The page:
Document Detail


Ankle joint injuries as a reconstruction parameter in car-to-pedestrian accidents.
MedLine Citation:
PMID:  11343857     Owner:  NLM     Status:  MEDLINE    
Abstract/OtherAbstract:
The study has assessed the usefulness of ankle joint injuries for deducing about the presumable location of a pedestrian in relation to a motor vehicle at the moment of collision. A statistically significant correlation was found between the direction of impact and the mechanism of ankle joint injuries. Such injuries were found in 113 of 317 pedestrian, fatal victims of road traffic accidents (36%). In the cases of impacts on the medial surface of the lower limb, the injuries associated with the supination mechanism were six times more frequent than the injuries associated with the pronation mechanism, while in the group of impacts on the limbs from the lateral side those connected with the pronation mechanism were four times more frequent. In victims hit from the back, the injuries connected with the plantarflexion mechanism were found almost four times more frequent than the dorsiflexion mechanism and in victims hit from the front in three of the five damaged joints the dorsiflexion component was observed (without any plantarflexion case). Less frequent "pronation injuries" in the limbs hit from the medial side and "supination injuries" in the limbs hit from the lateral side as well as "dorsiflexion injuries" in victims hit from the back predominantly occurred in impacts to the pelvic area, i.e. resulting from collisions with a van or lorry. Injuries of upper ankle joints are, thus, useful for reconstructing the presumable location of the pedestrian in relation to the vehicle at the moment of collision, especially, when the vehicle involved in the accident is known.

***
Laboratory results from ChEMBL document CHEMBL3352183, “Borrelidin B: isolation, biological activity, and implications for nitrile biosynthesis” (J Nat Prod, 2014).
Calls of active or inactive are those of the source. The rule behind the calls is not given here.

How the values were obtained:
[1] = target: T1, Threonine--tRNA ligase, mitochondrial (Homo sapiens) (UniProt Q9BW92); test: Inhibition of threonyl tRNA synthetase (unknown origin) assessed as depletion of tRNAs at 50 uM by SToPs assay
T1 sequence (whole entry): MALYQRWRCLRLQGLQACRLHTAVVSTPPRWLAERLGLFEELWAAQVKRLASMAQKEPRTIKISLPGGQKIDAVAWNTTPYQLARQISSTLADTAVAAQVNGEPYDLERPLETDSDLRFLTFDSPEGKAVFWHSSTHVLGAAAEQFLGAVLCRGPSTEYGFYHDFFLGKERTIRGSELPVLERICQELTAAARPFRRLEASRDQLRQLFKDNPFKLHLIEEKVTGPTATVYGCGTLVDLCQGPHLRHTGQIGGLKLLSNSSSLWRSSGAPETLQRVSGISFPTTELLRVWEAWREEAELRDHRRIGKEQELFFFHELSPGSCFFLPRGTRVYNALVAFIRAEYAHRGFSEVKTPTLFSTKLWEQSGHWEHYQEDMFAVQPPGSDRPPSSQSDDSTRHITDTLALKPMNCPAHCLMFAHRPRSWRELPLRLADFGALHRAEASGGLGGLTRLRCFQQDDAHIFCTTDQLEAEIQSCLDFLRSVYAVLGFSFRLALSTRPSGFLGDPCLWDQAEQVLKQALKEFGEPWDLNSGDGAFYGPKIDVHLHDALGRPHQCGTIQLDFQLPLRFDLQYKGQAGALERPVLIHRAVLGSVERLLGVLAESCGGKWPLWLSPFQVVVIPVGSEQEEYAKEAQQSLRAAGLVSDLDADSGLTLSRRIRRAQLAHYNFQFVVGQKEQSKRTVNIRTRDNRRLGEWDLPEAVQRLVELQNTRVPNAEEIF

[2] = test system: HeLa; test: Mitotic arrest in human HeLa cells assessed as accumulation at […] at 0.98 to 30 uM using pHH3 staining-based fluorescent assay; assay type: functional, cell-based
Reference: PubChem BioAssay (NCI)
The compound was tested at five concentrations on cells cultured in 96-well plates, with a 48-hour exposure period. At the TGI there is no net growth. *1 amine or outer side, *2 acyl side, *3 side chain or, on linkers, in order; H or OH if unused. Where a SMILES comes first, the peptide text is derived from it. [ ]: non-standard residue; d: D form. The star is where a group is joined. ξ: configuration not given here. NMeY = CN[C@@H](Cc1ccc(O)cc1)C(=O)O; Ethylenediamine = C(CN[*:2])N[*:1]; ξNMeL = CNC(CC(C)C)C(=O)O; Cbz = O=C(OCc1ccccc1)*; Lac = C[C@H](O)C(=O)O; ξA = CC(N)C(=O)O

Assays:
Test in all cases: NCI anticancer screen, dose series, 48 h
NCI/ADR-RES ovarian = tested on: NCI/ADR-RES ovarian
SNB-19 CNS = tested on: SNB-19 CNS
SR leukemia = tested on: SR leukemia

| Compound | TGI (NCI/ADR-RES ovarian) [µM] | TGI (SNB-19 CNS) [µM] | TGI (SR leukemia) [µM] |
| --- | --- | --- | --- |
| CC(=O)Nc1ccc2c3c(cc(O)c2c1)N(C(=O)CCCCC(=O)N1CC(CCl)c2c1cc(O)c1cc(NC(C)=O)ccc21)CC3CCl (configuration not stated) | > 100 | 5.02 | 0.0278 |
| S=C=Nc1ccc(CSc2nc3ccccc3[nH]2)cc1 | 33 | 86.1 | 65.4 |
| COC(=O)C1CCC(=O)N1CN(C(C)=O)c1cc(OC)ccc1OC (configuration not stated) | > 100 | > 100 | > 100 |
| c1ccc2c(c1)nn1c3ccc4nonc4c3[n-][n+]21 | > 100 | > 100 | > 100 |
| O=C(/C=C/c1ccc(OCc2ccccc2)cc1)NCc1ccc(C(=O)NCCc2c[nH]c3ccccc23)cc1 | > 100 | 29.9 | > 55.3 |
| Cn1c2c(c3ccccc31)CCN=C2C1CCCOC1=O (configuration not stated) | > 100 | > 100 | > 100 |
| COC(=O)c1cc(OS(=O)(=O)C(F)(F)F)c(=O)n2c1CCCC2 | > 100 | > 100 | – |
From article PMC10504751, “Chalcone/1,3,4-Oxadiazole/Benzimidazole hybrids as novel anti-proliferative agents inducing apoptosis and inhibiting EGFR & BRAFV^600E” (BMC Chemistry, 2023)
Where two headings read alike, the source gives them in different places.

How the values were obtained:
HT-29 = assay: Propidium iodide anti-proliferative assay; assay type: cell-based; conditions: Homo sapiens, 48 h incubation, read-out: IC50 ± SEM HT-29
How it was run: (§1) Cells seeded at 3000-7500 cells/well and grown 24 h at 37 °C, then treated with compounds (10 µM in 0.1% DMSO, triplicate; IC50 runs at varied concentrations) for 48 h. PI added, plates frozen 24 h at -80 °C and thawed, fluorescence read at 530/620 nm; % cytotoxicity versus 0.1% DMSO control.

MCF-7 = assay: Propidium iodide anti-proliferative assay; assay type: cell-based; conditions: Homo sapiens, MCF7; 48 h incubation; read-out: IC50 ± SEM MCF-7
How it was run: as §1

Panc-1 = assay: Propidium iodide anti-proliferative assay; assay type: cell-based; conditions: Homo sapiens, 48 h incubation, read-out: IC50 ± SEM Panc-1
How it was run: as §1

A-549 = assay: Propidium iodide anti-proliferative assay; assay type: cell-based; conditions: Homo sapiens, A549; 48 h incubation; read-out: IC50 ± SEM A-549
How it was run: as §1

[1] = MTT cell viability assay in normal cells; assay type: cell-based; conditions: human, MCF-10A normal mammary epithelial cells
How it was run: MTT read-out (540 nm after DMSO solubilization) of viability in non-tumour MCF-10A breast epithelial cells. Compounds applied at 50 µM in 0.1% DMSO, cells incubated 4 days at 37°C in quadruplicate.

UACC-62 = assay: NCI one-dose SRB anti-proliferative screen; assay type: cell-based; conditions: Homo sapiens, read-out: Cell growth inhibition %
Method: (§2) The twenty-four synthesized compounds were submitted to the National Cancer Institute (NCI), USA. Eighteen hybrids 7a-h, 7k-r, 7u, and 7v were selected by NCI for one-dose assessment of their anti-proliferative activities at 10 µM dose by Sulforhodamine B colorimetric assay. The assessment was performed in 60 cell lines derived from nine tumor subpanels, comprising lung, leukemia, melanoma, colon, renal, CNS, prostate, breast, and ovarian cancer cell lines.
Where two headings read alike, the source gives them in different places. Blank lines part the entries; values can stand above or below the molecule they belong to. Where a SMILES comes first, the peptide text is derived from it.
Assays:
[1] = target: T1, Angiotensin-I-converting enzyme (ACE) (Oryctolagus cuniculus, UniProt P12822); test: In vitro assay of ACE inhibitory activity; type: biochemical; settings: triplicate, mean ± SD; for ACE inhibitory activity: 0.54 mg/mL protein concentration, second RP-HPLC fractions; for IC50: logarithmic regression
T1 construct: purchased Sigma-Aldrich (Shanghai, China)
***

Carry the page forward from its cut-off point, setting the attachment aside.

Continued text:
Authors:
G Teresiński; R Madro
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Publication Detail:
Type:  Journal Article    
Journal Detail:
Title:  Forensic science international     Volume:  118     ISSN:  0379-0738     ISO Abbreviation:  Forensic Sci. Int.     Publication Date:  2001 Apr 
Date Detail:
Created Date:  2001-05-09     Completed Date:  2001-06-21     Revised Date:  2004-11-17    
Medline Journal Info:
Nlm Unique ID:  7902034     Medline TA:  Forensic Sci Int     Country:  Ireland    
Other Details:
Languages:  eng     Pagination:  65-73     Citation Subset:  IM    
Affiliation:
Department of Forensic Medicine, Medical Academy in Lublin, ul. Jaczewskiego 8, 20-090, Lublin, Poland. grzdyl@asklepios.am.lublin.pl
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MeSH Terms
Descriptor/Qualifier:
Accidents, Traffic* / mortality
Aged
Ankle Injuries / etiology*,  pathology
Ankle Joint*
Child, Preschool
Humans
Walking*

From MEDLINE®/PubMed®, a database of the U.S. National Library of Medicine


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